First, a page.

Brad Goodner, Ph.D.

Professor of Biology & Biomedical Humanities

Brad Goodner



  • Ph.D., Biology, Purdue University, 1991
  • B.S., Biochemistry, Texas A&M University, 1983

I was born and raised in north-central Texas (apologies in advance for the accent), but I don’t wear boots, a ten-gallon hat, or a belt with a big buckle. My academic history has included stints as an Aggie, a Boilermaker, a Tar Heel, a Spider, and now a Terrier (extra points if you can name all the schools). As a biologist, I have worked on a variety of topics over the years, but curiously all connected to the letter “b” – bacteria, birds, botany, bumblebees, and butterflies. At Hiram, I teach a variety of courses with most of them focused on very small things – single cells, biochemical pathways, proteins, and genes.

Brad Goodner routinely incorporates his research into his courses and independent projects at Hiram College and into outreach research projects with area high schools. His research focuses on bacterial genomes which are the entire collection of genes and other DNA sequences in particular organisms. He is also the founder of the Hiram Genomics Store, a Web-based entrepreneurial venture aimed at providing reagents for research projects in high school and college classrooms.

Outside of class, he mentors students in research projects, advises students in terms of the courses they take, the experiences they seek out, and the career opportunities open to them. Additionally, Dr. Goodner works with other faculty in biology and in biomedical humanities on major programming and assessment, mentors faculty colleagues, serves on several college communities, talks with perspective students and their families, supports Hiram College athletic teams, and represents Hiram proudly in the surrounding community and beyond.


Publications (* = Hiram undergraduate, ** = other Hiram faculty)

  • Melendrez, M.C., S. Shaw, C.T. Brown, B.W. Goodner & C. Vaal, 2021. Editorial: Curriculum Applications in Microbiology: Bioinformatics in the Classroom. Frontiers in Microbiology 12:705233.
  • Methe, B.A., D. Hiltbrand, J. Roach, W. Xu, S.G. Gordon, B.W. Goodner, & A.E. Stapleton, 2020. Functional gene categories differentiate maize leaf drought-related microbial epiphytic communities. PLoS One 15:e0237493.
  • Pastor, J.M., N. Borges, J.P. Pagán, S. Castaño-Cerezo, L.N. Csonka, B.W. Goodner, K.A. Reynolds**, L.G. Gonçalves, M. Argandoña, J.J. Nieto, C. Vargas; V. Bernal, & M. Cánovas, 2019. Fructose metabolism in Chromohalobacter salexigens: interplay between the Embden-Meyerhof-Parnas and Entner-Doudoroff pathways. Microbial Cell Factories 18:134.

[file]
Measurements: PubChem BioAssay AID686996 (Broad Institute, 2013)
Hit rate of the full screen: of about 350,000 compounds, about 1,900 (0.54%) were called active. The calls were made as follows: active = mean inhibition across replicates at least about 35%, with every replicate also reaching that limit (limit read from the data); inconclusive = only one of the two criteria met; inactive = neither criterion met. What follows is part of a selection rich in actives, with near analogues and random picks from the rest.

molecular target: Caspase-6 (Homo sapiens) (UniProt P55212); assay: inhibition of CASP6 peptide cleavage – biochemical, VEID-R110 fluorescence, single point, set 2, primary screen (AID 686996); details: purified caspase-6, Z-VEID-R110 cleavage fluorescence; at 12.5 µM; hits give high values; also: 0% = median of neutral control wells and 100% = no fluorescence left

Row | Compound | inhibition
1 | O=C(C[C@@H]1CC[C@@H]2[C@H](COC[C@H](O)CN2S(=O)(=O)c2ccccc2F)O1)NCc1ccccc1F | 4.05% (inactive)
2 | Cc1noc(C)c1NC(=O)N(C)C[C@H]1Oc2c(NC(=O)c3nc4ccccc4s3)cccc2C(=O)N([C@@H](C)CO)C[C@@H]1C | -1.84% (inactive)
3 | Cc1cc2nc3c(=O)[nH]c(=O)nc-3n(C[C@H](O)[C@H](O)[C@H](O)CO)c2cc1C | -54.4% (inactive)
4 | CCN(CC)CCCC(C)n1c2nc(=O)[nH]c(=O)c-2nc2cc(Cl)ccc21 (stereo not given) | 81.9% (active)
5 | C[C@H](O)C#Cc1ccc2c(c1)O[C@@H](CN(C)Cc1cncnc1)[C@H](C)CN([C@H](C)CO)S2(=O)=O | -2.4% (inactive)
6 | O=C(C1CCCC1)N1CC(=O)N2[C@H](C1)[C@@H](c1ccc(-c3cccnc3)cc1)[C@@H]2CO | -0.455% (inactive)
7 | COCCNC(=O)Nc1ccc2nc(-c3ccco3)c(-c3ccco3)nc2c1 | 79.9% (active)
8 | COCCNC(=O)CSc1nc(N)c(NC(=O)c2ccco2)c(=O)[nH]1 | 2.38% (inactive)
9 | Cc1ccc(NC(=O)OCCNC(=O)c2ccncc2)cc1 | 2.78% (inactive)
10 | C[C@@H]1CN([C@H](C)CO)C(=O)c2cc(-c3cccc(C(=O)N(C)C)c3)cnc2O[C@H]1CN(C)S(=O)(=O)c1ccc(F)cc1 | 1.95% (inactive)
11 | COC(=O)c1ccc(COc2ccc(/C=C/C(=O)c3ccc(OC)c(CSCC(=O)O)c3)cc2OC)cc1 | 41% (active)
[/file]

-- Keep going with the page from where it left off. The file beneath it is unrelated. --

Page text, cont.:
• Benzle, K.A., K.R. Finer, D-M. Marty, L.K. McHale, B.W. Goodner, C.G. Taylor, & J.J. Finer, 2015. Isolation and characterization of novel Agrobacterium strains for soybean and sunflower transformation. Plant Cell, Tissue & Organ Culture 121:71-81.
  • Slater. S., J.C. Setubal, B. Goodner, K. Houmiel, J. Sun, R. Kaul, B.S. Goldman, S.K. Farrand, N. Almeida Jr, T. Burr, E. Nester, D.M. Rhoads, R. Kadoi*, T. Ostheimer*, N. Pride*, A. Sabo*, E. Henry*, E. Telepak*, L. Cromes*, A. Harkleroad*, L. Oliphant**, P. Pratt-Szegila, R. Welch, & D. Wood, 2013. Reconciliation of sequence data and updated annotation of the genome of Agrobacterium tumefaciens C58, and distribution of a linear chromosome in the genus Agrobacterium. Applied & Environmental Microbiology 79:1414-7.
  • Chaston, J.M., G. Suen, S.L. Tucker, A.W. Andersen, A. Bhasin, E. Bode, H.B. Bode, A.O. Brachmann, C.E. Cowles, K.N. Cowles, C. Darby, L. de Le´on, K. Drace, Z. Du, A. Givaudan, E.E.H. Tran, K.A. Jewell, J.J. Knack, K.C. Krasomil-Osterfeld, R. Kukor, A. Lanois, P. Latreille, N.K. Leimgruber, C.M. Lipke, R. Liu, X. Lu, E.C. Martens, P.R. Marri, C. Me´digue, M.L. Menard, N.M. Miller, N. Morales-Soto, S. Norton, J-C. Ogier, S.S. Orchard, D. Park, Y. Park, B.A. Qurollo, D. Renneckar Sugar, G.R. Richards, Z. Rouy, B. Slominski, K. Slominski, H. Snyder, B.C. Tjaden, R. van der Hoeven, R. D. Welch, C. Wheeler**, B. Xiang, B. Barbazuk, S. Gaudriault, B. Goodner, S.C. Slater, S. Forst, B.S. Goldman, & H. Goodrich-Blair, 2011. The Entomopathogenic Bacterial Endosymbionts Xenorhabdus and Photorhabdus: Convergent Lifestyles from Divergent Genomes. PLoS One 6:e27909.
  • Ditty, J.L., C.A. Kvaal, B. Goodner, S.K. Freyermuth, C. Bailey, R.A. Britton, S.G. Gordon, S. Heinhorst, K. Reed, Z. Xu, E.R. Sanders-Lorenz, S. Axen, E. Kim, M. Johns, K. Scott, & C.A. Kerfeld, 2010. Incorporating genomics and bioinformatics across the life sciences curriculum. PLoS Biology 8:e1000448.
  • Rodrigues, D., B.W. Goodner, & M.R. Weiss, 2010. Reversal learning and risk-adverse foraging behavior in the Monarch Butterfly, Danaus plexippus (Lepidoptera: Nymphalidae). Ethology 116:270-80.
  • Setubal J.C., P. Dos Santos, B.S. Goldman, H. Ertesvåg, G. Espin, L.M. Rubio, S. Valla, N.F. Almeida, D. Balasubramanian*, L. Cromes*, L. Curatti, Z. Du, E. Godsy, B. Goodner, K. Hellner-Burris*, J.A. Hernandez, K. Houmiel, J. Imperial, C. Kennedy, T.J. Larson, P. Latreille, L.S. Ligon, J. Lu, M. Mærk, N.M. Miller, S. Norton, I.P. O’Carroll, I. Paulsen, E.C. Raulfs, R. Roemer*, J. Rosser, D. Segura, S. Slater, S.L. Stricklin, D.J. Studholme, J. Sun, C.J. Viana, E. Wallin*, B. Wang, C. Wheeler**, H. Zhu, D.R. Dean, R. Dixon, & D. Wood, 2009. The genome sequence of Azotobacter vinelandii, an obligate aerobe specialized to support diverse anaerobic metabolic processes. Journal of Bacteriology 191:4534-45.
  • Slater S.C., B.S. Goldman, B. Goodner, J.C. Setubal, S.K. Farrand, E.W. Nester, T.J. Burr, L. Banta, A.W. Dickerman, I. Paulsen, L. Otten, G. Suen, R. Welch, N.F. Almeida, F. Arnold*, O.T. Burton, Z. Du, A. Ewing, E. Godsy, S. Heisel, K.L. Houmiel, J. Jhaveri, J. Lu, N.M. Miller , S. Norton, Q. Chen, W. Phoolcharoen, V. Ohlin*, D. Ondrusek*, N. Pride*, S.L. Stricklin, J. Sun, C. Wheeler**, L. Wilson*, H. Zhu, & D.W. Wood, 2009. Genome sequences of three Agrobacterium biovars help elucidate the evolution of multichromosome genomes in bacteria. Journal of Bacteriology 191:2501-11.